Posted by Padmore Editorial



In Chiara Barzini's novel, Things That Happened Before the Earthquake, cultures clash when an Italian teenager moves to the suburbs of Los Angeles in the weeks following the 1992 riots. 


"It felt like the city was still burning when we stepped off the airplane. Was it the riots, or was I just not yet used to the incendiary quality of the warm Santa Ana, the “devil winds” that blew in from the desert. The sunset behind the freeway? As we drove toward our house, we saw police choppers in the sky, metallic dragonflies emitting shafts of white beams moving probingly over the concrete below. Our cat, Mao, who had traveled from Rome with us, miaowed inconsolably. Nothing felt welcoming, and my father knew it."  




Chiara Barzini’s Things That Happened Before the Earthquake was a novel built on a plausible premise, an exploration of assimilation into American culture through the eyes of an Italian teenager coming of age. I neither loved nor hated this novel, but I could see where the author was trying to go, and there did exist moments where I appreciated the bravery of her writing.

Eugenia’s parents come to America with stars in their eyes, hoping to make it big as filmmakers in L.A. They’re free-spirited in a truly European way, being shocked at the citations they receive for sunbathing topless on the beach and bewildered by things like private healthcare. They buy a Cadillac to fit in and change their wardrobe upon arrival in the U.S., not wanting to be typecast as Italian gringos, wanting to fit in and instantly conform into their new surroundings.


No topless sunbathing here please!


Eugenia is a typical teenager in a lot of ways. Aside from the fact that she has to worry about whether or not she’ll be threatened with deportation in American customs at the airport—and the fact that L.A. natives keep confusing her Italian heritage with French, which acutely annoys her—she searches for her own identity in much the same way as many teenaged girls raised in the dazzling lights of a big city. She’s needy, clingy to people who often have little interest in her, exploring her surroundings and individuality through her newfound sexuality, the occasional recreational drug and a pretty consistent series of adventures brought on by risky, naïve behavior.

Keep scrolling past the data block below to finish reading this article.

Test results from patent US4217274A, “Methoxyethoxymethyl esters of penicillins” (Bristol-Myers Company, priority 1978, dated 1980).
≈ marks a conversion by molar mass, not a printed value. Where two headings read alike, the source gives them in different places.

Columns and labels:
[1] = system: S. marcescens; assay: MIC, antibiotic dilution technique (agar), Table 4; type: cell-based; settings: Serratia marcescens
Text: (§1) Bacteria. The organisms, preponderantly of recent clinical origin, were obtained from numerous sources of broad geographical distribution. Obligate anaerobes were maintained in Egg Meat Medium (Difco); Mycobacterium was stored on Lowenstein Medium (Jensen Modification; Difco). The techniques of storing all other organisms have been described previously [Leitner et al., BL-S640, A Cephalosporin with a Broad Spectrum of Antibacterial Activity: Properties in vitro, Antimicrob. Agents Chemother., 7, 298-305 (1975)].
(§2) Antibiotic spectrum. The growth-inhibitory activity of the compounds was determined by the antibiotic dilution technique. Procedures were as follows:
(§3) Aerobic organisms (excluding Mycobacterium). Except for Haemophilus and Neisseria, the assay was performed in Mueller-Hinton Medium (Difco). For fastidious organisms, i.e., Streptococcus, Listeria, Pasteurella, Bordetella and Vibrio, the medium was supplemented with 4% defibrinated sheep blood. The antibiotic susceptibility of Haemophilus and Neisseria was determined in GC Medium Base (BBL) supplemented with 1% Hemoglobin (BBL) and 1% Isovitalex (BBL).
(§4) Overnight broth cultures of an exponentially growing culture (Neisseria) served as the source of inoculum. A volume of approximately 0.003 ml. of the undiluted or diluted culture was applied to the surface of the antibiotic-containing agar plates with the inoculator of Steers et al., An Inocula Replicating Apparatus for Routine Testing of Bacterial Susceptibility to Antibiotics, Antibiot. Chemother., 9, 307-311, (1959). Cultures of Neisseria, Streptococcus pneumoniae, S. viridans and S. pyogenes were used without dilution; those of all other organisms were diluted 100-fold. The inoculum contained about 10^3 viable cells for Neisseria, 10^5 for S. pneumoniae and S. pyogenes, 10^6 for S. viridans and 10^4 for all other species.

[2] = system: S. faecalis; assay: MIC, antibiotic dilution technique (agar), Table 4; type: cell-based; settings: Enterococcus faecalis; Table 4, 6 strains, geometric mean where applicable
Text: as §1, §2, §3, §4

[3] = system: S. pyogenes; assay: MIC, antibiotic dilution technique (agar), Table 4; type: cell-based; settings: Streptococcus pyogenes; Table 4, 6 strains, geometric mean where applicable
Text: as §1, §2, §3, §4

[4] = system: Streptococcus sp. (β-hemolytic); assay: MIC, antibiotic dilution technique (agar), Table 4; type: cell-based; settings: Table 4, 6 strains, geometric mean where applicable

Photo: Author Chiara Barzini as a teenager, left, on the beach in California with a friend


She’s hungry for positive attention, desperate to find herself and fit in, from the “pump up” sneakers she thought would be cool to wear to her first day of school (the other girls, she finds, have already graduated to wearing heels) to the slew of sexual trysts and arguably degrading positions she finds herself in. There are times when I questioned whether Eugenia was fearless or stupid, brave or simply naïve—but that is what coming-of-age is, isn’t it? A combination of all these things in its own right.

Several of the scenes came off as memories of my own high-school experiences, of the other students around me all struggling to fit in and claim our places in the hierarchy that exists in every American school. Still, there were times where some of the scenes came off as uncomfortable and strange to me—but those were the moments when Barzini’s own fearlessness as a writer was on full display.